12. Regulation of Ribosomal S6 Protein Kinase-p90rsk, Glycogen Synthase Kinase 3, and β-Catenin in Early Xenopus Development

    PubMed Central

    Torres, Monica A.; Eldar-Finkelman, Hagit; Krebs, Edwin G.; Moon, Randall T.

    1999-01-01

    β-Catenin is a multifunctional protein that binds cadherins at the plasma membrane, HMG box transcription factors in the nucleus, and several cytoplasmic proteins that are involved in regulating its stability. In developing embryos and in some human cancers, the accumulation of β-catenin in the cytoplasm and subsequently the nuclei of cells may be regulated by the Wnt-1 signaling cascade and by glycogen synthase kinase 3 (GSK-3). This has increased interest in regulators of both GSK-3 and β-catenin. Searching for kinase activities able to phosphorylate the conserved, inhibitory-regulatory GSK-3 residue serine 9, we found p90rsk to be a potential upstream regulator of GSK-3. Overexpression of p90rsk in Xenopus embryos leads to increased steady-state levels of total β-catenin but not of the free soluble protein. Instead, p90rsk overexpression increases the levels of β-catenin in a cell fraction containing membrane-associated cadherins. Consistent with the lack of elevation of free β-catenin levels, ectopic p90rsk was unable to rescue dorsal cell fate in embryos ventralized by UV irradiation. We show that p90rsk is a downstream target of fibroblast growth factor (FGF) signaling during early Xenopus development, since ectopic FGF signaling activates both endogenous and overexpressed p90rsk. Moreover, overexpression of a dominant negative FGF receptor, which blocks endogenous FGF signaling, leads to decreased p90rsk kinase activity. Finally, we report that FGF inhibits endogenous GSK-3 activity in Xenopus embryos. We hypothesize that FGF and p90rsk play heretofore unsuspected roles in modulating GSK-3 and β-catenin. PMID:9891076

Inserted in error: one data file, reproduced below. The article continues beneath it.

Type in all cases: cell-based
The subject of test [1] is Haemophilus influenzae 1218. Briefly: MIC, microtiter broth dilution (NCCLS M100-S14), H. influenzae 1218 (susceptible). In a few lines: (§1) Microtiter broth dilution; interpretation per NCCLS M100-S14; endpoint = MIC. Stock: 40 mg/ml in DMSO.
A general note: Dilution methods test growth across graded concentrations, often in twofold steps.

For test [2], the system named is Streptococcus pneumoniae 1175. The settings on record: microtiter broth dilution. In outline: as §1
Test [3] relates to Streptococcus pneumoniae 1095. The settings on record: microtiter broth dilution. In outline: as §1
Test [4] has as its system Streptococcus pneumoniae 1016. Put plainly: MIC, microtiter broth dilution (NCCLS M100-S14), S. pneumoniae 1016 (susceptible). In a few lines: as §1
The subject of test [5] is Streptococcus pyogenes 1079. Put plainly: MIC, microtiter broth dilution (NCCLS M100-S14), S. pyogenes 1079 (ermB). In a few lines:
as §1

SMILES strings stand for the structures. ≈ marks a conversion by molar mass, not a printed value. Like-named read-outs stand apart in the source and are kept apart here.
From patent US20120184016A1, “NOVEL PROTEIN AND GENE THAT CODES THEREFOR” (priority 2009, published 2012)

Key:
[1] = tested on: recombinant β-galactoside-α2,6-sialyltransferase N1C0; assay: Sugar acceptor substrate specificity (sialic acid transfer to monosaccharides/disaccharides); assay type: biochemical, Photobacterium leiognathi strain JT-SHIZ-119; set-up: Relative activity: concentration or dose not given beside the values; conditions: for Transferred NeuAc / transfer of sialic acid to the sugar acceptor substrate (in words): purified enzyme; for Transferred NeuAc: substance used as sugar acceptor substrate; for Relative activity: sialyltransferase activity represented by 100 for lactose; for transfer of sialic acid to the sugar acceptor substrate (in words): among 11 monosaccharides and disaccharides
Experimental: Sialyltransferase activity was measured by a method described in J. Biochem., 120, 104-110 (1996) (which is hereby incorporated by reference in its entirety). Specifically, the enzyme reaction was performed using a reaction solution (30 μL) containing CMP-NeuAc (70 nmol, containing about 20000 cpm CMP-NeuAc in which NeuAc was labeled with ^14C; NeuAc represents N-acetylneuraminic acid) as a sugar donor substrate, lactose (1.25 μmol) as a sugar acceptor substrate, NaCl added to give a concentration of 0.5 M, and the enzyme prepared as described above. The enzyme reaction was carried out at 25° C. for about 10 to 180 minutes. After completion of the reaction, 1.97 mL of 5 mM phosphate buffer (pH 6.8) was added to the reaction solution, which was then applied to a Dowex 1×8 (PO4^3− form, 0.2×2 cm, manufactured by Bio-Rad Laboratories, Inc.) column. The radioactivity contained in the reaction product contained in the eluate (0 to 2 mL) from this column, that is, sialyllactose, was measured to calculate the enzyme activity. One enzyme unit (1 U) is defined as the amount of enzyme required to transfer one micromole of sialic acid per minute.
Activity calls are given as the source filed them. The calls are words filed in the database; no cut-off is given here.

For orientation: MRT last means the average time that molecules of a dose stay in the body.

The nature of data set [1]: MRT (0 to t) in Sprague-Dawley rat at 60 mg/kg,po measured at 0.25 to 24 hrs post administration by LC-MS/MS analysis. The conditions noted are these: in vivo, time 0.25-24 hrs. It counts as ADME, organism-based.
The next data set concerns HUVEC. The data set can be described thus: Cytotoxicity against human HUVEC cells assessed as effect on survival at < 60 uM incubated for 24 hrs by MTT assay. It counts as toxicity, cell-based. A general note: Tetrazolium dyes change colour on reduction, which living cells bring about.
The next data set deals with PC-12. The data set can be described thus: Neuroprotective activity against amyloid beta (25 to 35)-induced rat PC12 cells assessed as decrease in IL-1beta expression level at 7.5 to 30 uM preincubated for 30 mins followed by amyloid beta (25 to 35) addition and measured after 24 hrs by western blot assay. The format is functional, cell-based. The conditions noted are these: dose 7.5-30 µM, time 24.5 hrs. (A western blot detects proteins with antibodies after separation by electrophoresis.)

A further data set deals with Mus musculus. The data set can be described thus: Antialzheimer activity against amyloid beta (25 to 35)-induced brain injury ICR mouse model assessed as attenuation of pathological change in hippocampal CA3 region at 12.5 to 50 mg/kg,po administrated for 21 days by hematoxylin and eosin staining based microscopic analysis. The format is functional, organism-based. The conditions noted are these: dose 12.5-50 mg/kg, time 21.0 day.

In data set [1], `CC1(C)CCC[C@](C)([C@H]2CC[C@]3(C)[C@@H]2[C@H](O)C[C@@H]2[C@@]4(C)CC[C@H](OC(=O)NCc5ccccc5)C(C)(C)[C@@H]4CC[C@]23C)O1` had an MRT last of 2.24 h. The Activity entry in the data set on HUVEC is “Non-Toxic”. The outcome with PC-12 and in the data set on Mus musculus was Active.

13. Structure determination of glycogen synthase kinase-3 from Leishmania major and comparative inhibitor structure-activity relationships with Trypanosoma brucei GSK-3

    SciTech Connect

    Ojo, Kayode K; Arakaki, Tracy L; Napuli, Alberto J; Inampudi, Krishna K; Keyloun, Katelyn R; Zhang, Li; Hol, Wim G.J.; Verlind, Christophe L.M.J.; Merritt, Ethan A; Van Voorhis, Wesley C

    2012-04-24

    Glycogen synthase kinase-3 (GSK-3) is a drug target under intense investigation in pharmaceutical companies and constitutes an attractive piggyback target for eukaryotic pathogens. Two different GSKs are found in trypanosomatids, one about 150 residues shorter than the other. GSK-3 short (GeneDB: Tb927.10.13780) has previously been validated genetically as a drug target in Trypanosoma brucei by RNAi induced growth retardation; and chemically by correlation between enzyme and in vitro growth inhibition. Here, we report investigation of the equivalent GSK-3 short enzymes of L. major (LmjF18.0270) and L. infantum (LinJ18_V3.0270, identical in amino acid sequences to LdonGSK-3 short) and a crystal structure of LmajGSK-3 short at 2 Å resolution. The inhibitor structure-activity relationships (SARs) of L. major and L. infantum are virtually identical, suggesting that inhibitors could be useful for both cutaneous and visceral leishmaniasis. Leishmania spp. GSK-3 short has different inhibitor SARs than TbruGSK-3 short, which can be explained mostly by two variant residues in the ATP-binding pocket. Indeed, mutating these residues in the ATP-binding site of LmajGSK-3 short to the TbruGSK-3 short equivalents results in a mutant LmajGSK-3 short enzyme with SAR more similar to that of TbruGSK-3 short. The differences between human GSK-3β (HsGSK-3β) and LmajGSK-3 short SAR suggest that compounds which selectively inhibit LmajGSK-3 short may be found.